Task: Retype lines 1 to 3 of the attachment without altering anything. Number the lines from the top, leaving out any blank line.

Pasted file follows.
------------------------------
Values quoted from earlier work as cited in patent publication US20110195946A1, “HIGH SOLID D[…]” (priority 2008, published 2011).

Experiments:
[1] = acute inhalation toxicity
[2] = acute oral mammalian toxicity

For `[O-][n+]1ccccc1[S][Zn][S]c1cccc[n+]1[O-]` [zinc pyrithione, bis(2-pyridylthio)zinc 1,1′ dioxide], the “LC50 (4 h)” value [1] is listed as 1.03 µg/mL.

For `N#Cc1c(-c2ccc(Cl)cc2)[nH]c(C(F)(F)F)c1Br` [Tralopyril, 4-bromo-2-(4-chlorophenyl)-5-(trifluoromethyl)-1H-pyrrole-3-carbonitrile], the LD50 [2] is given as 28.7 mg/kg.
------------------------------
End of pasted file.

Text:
Values quoted from earlier work as cited in patent publication US20110195946A1, “HIGH SOLID D[…]” (priority 2008, published 2011).

Experiments:
[1] = acute inhalation toxicity